You talked about how the deal is serendipitous. Could you take us through the timeline of when you sort of began kicking tires on this and how it all came together?
Dubas: I may have misrepresented there. When I said serendipitous, I just meant in terms of having the break and not having a game tomorrow and trying to rush to get Muzz in to Toronto. It wasn’t necessarily planned out to be now.
In terms of the amount of time, I think Rob Blake and I had some conversations going back to around Christmas and then those certainly picked up again prior to them going on their break a couple of weeks ago. We were clearly very interested in Jake and they had a number of players in our prospect pool that they deemed to have high interest in, so we just worked together over the last number of weeks on that and it just kind of culminated today in the deal. It was a good process. Rob was great to work with, and his staff were great to work with. They were very honest and transparent in what they were looking for and I hope they feel that we represented ourselves in the same way.
You made a comment about liking the D a lot more than outsiders, media, fans, etc before this trade. Now we can assume you are even more comfortable. Would you agree that this group is in a comfortable spot for you?
Dubas: I do like our D. I think we’ve talked at different points to try to continue to bolster it. I think certain players have made outstanding strides this year. Most notably, Morgan Rielly has been outstanding from start to finish and has thrust himself into the upper-echelon of the league. We’ve got a very good group there. To add Jake into that group, we’ve got some very solid veterans as a part of it and some nice up-and-coming players as well. To add him and bolster that group is certainly something we are happy about.
Jake Muzzin: “I am coming back home to play for the team I rooted for growing up”
What is your reaction to becoming a Maple Leaf, and what are your initial reactions to joining a club that is near the top of the Eastern Conference?
Muzzin: I was a little shocked to get the phone call. You hear rumblings and rumours and stuff like that, but you just continue on with your ways until it actually happens and everything sinks in.
I’m very excited to join Toronto. I was just thinking about playing them and how we got beat. I was like, “Damn, now I will be a part of that team.” I am really excited for the opportunity.
Could you address the fact that you’ve played both sides over the years? What kind of experience has that given you? Secondly, just being part of the Team Canada World Cup experience in Toronto in 2016, how much do you think that helps you get a glimpse of what the spotlight will be like here being a Toronto Maple Leaf?
Muzzin: I’ve played a little bit of the right and more so in my career on the left, but I’d be fine either way, I think. There are good enough D back there that we can figure something out.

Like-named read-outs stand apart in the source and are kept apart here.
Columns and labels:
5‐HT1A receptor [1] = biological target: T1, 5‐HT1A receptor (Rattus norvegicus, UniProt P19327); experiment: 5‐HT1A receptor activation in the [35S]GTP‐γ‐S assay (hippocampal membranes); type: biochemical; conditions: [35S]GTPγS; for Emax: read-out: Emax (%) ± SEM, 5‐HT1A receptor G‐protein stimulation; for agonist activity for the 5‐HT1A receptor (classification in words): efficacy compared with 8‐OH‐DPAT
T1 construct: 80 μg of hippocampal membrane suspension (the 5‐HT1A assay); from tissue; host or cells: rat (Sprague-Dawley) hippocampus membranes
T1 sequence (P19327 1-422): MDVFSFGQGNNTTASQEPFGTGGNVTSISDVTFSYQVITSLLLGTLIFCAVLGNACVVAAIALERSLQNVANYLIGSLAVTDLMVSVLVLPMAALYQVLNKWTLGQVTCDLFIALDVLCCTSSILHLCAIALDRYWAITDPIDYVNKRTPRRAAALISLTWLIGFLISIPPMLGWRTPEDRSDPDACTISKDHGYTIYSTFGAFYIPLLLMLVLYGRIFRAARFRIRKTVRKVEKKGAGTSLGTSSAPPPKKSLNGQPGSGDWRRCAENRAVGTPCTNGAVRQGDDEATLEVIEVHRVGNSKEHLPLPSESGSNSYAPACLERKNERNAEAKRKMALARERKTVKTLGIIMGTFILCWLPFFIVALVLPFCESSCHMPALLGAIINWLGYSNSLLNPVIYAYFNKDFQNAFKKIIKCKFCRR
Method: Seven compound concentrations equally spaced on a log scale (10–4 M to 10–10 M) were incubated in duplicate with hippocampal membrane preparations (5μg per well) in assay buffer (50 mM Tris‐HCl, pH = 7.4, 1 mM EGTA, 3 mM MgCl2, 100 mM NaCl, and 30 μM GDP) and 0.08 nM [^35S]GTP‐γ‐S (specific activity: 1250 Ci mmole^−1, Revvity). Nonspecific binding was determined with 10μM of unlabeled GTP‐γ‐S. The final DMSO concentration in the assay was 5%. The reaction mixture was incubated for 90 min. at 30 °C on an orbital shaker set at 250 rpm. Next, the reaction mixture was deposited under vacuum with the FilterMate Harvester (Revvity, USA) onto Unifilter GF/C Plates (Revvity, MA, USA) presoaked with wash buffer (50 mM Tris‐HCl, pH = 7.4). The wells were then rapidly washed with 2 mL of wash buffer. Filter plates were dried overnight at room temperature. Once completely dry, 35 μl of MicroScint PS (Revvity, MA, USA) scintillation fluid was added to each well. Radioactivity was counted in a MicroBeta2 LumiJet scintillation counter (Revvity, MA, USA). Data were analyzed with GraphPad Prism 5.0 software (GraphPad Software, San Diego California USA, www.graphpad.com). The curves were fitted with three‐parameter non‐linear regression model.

Being in Toronto for that tournament was exciting. I definitely got a glimpse of what everything is about in Toronto in the media and the city and everything like that. I am excited to come and put on the Leafs jersey and play. We’ll let everything else worry about itself.
Could you reflect back on cheering for the Leafs growing up and how much they were role models to you as a young man growing up?
Muzzin: Obviously, growing up in Ontario, everyone was a Leafs fan and I was included. Playing hockey at a young age, we looked up to Doug Gilmour, Wendel Clark, Felix Potvin in net. It is kind of funny how life works. Here we are. I am coming back home to play for the team I rooted for growing up, so it is kind of ironic.
You played 43 playoff games in your first two seasons. You’ve only been able to play seven in the last four years, but you are one of only a few Cup champions on the team now. Two parts: 1) How much is it in your blood to get back and play playoff games and series regularly, and 2) That Cup experience, along with Ron Hainsey, how important is that? There are a lot of guys itching to play a lot more playoff games who just haven’t got the opportunity. How important is that — to bring more experience? You guys traded for Marian Gaborik the year you won — that it is a great example of a ‘been there, done that’ guy. You are now that guy in the Toronto room.
Muzzin: Going back to the first question, that is why we play — to get into the playoffs and have a chance at winning the Stanley Cup. I was fortunate enough earlier in my career to have that opportunity and be brought in on a good team and kind of thrown into the fire a little bit early in my career. In the last few years, it has been a battle and a struggle, but I am definitely excited to have another chance at getting another opportunity to get there and have another crack at it, for sure.